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Pioneer days of Evansville and vicinity

Chapter V: From "The old settler's series," published in The badger,   pp. 19-25

Chapter VI: Early days in Cooksville,   pp. 25-29

Page 25

the porch   washing. This looked  She replied: "He is out in the field
strange, but one got out and went to  plowing." He walked back to the
the house and said: "Good morning,"  buggy and they continued their
way and asked where her husband was. to Stoughton. 
Early Days in Cooksville 
In 1842 the land on the west side of Main street of the village was entered
from the government by John Cook, one of its early settlers, who gave it
the name of Cooksville. The east side of Main street was entered by Daniel
Webster, a senator from Massachusetts. Among its first settlers were John
Cook and his brother Daniel, Allen Hoxie, Charles Howard, John Fisher, Marian
Wells, Natharn Porter, J. P. Van  Vleck, Thomas Morgan, Earl Woodbury, G.
E. Newman, John Shepard and John Chambers. In 1842 Cook built a sawmill and
sold it in 1844 to John Shepard, who began the erection of a gristmill, which
was completed in 1847. The first store was opened in 1845 by John Chambers.
Daniel Johnson, Harrison Stevens, Isaac Andrews, George Savage, Edward and
James Gilley, Joseph Porter and Alex Richardson were some of the early settlers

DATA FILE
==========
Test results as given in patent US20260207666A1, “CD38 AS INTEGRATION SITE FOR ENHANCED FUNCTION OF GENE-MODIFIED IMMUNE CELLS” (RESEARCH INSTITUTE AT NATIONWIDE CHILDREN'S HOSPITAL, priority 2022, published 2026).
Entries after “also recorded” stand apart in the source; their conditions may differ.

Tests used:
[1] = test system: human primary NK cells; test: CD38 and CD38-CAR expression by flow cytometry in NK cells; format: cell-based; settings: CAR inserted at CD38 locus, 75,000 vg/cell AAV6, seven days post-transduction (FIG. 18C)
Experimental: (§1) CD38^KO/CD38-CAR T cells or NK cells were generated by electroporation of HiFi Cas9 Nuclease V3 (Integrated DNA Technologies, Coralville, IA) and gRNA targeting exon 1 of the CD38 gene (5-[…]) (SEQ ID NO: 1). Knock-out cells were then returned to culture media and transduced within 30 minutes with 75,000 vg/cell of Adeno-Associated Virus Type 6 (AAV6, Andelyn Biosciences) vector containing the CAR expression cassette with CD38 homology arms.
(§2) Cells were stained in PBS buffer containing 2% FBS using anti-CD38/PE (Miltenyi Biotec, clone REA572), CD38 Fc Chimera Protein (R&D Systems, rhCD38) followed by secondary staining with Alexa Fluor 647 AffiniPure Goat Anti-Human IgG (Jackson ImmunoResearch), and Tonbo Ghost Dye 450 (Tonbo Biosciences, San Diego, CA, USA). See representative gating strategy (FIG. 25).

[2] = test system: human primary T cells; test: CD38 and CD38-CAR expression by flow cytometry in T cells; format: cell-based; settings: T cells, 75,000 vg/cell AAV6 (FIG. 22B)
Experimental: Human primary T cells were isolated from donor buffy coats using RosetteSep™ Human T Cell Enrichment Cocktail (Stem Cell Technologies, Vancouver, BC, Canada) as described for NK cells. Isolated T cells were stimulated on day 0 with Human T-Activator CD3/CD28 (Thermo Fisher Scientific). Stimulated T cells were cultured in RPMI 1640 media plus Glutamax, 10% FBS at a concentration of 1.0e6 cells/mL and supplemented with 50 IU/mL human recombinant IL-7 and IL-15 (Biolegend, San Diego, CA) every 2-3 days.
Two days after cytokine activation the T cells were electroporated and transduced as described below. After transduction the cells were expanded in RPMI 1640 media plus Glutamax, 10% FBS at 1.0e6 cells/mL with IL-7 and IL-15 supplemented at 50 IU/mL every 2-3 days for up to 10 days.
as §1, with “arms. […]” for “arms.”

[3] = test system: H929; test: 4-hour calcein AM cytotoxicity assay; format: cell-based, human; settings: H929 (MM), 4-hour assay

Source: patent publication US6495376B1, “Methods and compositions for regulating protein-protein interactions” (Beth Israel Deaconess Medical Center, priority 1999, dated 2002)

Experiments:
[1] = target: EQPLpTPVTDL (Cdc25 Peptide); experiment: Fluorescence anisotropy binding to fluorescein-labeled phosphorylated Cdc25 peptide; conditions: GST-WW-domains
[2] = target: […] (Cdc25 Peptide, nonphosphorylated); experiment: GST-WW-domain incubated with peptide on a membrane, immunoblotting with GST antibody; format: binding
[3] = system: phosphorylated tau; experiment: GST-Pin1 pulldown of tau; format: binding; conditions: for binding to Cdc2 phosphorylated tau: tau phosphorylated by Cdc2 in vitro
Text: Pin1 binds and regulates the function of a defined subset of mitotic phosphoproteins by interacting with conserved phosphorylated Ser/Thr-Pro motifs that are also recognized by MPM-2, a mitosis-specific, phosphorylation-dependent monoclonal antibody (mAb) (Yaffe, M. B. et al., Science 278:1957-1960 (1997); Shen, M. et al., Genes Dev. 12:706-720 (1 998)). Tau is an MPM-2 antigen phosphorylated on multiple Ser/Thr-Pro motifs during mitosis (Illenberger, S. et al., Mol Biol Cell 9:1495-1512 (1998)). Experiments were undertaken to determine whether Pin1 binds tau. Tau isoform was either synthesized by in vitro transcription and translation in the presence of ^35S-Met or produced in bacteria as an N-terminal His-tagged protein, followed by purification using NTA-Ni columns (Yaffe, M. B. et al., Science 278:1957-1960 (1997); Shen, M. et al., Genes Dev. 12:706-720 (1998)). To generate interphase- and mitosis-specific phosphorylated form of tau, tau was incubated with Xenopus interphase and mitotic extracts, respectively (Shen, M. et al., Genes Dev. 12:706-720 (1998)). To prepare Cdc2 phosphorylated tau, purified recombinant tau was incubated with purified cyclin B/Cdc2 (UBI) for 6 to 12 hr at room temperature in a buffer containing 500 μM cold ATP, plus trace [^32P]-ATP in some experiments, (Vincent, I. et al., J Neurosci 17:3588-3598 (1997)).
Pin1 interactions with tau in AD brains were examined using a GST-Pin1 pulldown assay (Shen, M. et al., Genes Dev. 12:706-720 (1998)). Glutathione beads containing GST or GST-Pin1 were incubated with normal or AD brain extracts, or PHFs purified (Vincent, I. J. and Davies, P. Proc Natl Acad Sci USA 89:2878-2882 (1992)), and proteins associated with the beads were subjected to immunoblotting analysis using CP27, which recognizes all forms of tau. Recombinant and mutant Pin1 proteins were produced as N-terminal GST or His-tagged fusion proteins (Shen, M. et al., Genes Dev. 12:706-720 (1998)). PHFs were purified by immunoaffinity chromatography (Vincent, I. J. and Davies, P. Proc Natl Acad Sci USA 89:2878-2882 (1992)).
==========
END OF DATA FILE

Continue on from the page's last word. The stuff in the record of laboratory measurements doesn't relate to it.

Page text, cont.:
to take up farms in the immediate vicinity, all of whom 
honest, sturdy, hard working eers. With such men as these Nilderness soon
gave way. What essing if we had such men as in our legislative halls today.
e itinerant Methodist preacher 
* came among the people in ade of other sects, holding servin log schoolhouses
and in the .s of the settlers. They  were 
not graduates from Yale, but good and true men, earnest in their work. Farmers
brought their families  to meeting in lumber wagons drawn by oxen; women
came plainly dressed, many wearing sunbonnets in summer. I don't think too
much praise can be given those noble pioneer women. The preacher generally
remained a few days, holding meetings at different places, and went away
well laden with supplies for his family. Sometimes he was called upon to
perform the marriage ceremony; the groom did not often have ready money and
on one occasion he  tendered  the preacher a few bundles of home-made oak
shingles, which were readily accepted. A neighbor who had made a claim, built
a cabin, made a few improvements and was waiting until he could get the money
to   buy  the land, got word that parties were going  to buy  the land out
from under him.  He started for Janesville on foot, called on Mr. Lawrence
and  told  him   of  the  circumstances.  Mr.   Lawrence   kindly loaned
 him  $100  for one   year at the rate of fifty per cent interest. The man
walked to Milwaukee and entered the land. 
Cooksville at one time was a thriving little village, doing quite a business.
They felt confident of a railroad; it was surveyed and a  little 

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